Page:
We know that lying is a part of life. All of us have told the occasional white lie, even at work. But when it comes to managing a business how often are your employees lying and more importantly, why are they bending the truth?
First, let’s take a look at how often employees lie. Harvard Business Review says that according to research “20% of people tell 80% of the lies, and 80% of people account for the remaining 20%.” So, the good news is that most of your employees are probably not lying; at least not very often.
Let’s get to the bottom of why employees lie. The 20% telling most of the lies often don’t see anything wrong with their deceit. Normally, things are going well for our deceitful employees when they lie and they “…do it when they are feeling good or in control of things – because they get a kick out of it.” Our frequent liars are also more likely to admit their deceitful ways if confronted.
But what about the majority of employees who make up the remaining 20%? Frequently their lies stem from stress, poor work/life balance, pressure to fit in with peers, or a lack of timely opportunities to tell the truth.
If we are able to acknowledge that our employees are going to tell lies (as are we) the next question is how to eliminate, or at least minimize harm. As we know, not all lies are negatively affecting business. If two employees don’t care for each other but claim to ‘like one another’ and cooperate, well, what’s the problem?
If you suspect you aren’t getting the truth slow down and take a closer look at the situation. Are you being honest with employees? Do employees have frequent opportunities to offer the truth and do leaders value that feedback? Are transparency and feedback a regular part of the day-to-day operation?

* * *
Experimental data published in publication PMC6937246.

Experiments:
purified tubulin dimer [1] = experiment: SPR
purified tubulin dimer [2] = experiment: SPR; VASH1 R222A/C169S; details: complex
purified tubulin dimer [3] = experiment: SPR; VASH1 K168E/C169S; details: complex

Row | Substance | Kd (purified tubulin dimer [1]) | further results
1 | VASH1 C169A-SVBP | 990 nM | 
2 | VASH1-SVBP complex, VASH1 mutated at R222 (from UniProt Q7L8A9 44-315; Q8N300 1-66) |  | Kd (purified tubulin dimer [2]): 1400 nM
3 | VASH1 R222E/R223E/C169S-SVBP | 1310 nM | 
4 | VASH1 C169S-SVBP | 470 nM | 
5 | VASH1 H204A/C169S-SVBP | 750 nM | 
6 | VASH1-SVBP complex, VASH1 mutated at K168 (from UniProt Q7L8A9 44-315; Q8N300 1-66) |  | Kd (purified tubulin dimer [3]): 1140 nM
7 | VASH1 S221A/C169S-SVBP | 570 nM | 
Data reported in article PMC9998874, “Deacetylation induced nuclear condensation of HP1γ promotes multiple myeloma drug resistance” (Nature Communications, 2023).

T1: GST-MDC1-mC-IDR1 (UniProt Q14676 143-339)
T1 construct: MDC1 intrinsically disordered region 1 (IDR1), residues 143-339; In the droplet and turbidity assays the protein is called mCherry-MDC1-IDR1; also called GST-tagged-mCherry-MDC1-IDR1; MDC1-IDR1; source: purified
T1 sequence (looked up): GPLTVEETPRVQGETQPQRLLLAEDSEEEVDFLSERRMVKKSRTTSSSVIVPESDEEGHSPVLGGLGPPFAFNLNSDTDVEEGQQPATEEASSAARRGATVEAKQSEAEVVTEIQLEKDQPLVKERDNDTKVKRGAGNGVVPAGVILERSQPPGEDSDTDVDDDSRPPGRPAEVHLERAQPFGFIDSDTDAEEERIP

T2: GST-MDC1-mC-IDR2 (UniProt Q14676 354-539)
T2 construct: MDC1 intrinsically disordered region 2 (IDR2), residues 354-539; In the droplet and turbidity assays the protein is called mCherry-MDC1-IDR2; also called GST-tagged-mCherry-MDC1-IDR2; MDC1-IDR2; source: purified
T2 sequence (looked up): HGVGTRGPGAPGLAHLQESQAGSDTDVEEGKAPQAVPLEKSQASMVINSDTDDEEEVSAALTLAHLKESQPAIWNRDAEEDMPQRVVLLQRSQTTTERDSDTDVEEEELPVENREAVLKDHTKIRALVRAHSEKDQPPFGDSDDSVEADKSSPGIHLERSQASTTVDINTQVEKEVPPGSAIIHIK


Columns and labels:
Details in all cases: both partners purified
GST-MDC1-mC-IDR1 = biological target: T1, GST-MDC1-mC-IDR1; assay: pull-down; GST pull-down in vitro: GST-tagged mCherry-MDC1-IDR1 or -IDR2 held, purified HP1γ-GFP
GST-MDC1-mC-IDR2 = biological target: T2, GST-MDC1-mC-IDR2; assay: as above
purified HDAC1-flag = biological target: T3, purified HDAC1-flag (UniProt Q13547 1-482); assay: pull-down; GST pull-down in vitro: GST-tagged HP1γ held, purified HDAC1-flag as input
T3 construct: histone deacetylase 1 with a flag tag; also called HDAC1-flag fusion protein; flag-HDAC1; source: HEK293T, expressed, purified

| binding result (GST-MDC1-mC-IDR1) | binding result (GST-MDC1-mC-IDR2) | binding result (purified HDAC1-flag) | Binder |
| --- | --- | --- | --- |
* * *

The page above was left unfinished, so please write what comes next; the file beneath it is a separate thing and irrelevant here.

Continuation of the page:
Feedback is essential to creating highly effective teams and thriving companies. But how can you ensure you are getting truthful, constructive feedback from your employees?
The simple answer is to just ask them. From using Survey Monkey to utilizing regular check-ins to hear how things are going, there are many ways companies solicit feedback
Additionally, you need to determine how much feedback you want. There is quite a spectrum of feedback out there. We’ve all likely been solicited for feedback by our leadership only to have it fall on deaf ears as more of a formality. Additionally, we’ve all probably been asked to provide feedback only to be met by a staunch defense that leaves us feeling, somehow, in the wrong for doing what we were asked to do.
“One of the biggest tragedies of mankind is people holding their opinions in their heads… they’re not dealing with the things they need to deal with,” Ray Dalio, Founder and CIO of Bridgewater Associates, told Adam Grant on his podcast Work Life.
Bridgewater is one of the biggest hedge fund firms in the world. Its culture is founded on something Dalio calls “radical transparency,” where all employees, from top to bottom, put “every criticism, every opinion, out in the open.” The newest, lowest ranking employee is encouraged to provide feedback as high up as the CEO.
So, is radical transparency right for your company? Probably not to the extent Bridgewater takes it. But according to Grant “… if we want to get better at something, we should go and learn from the extreme.”
At the end of the day, employees lie for a variety of reasons. It is not our responsibility as leaders in the organization to discover the origin of each lie and punish the instigator.
Instead, we can take a closer look at ourselves as leaders and our organizational culture. This can help us to discover the optimal level of transparency that motivates our teams to be more truthful and productive.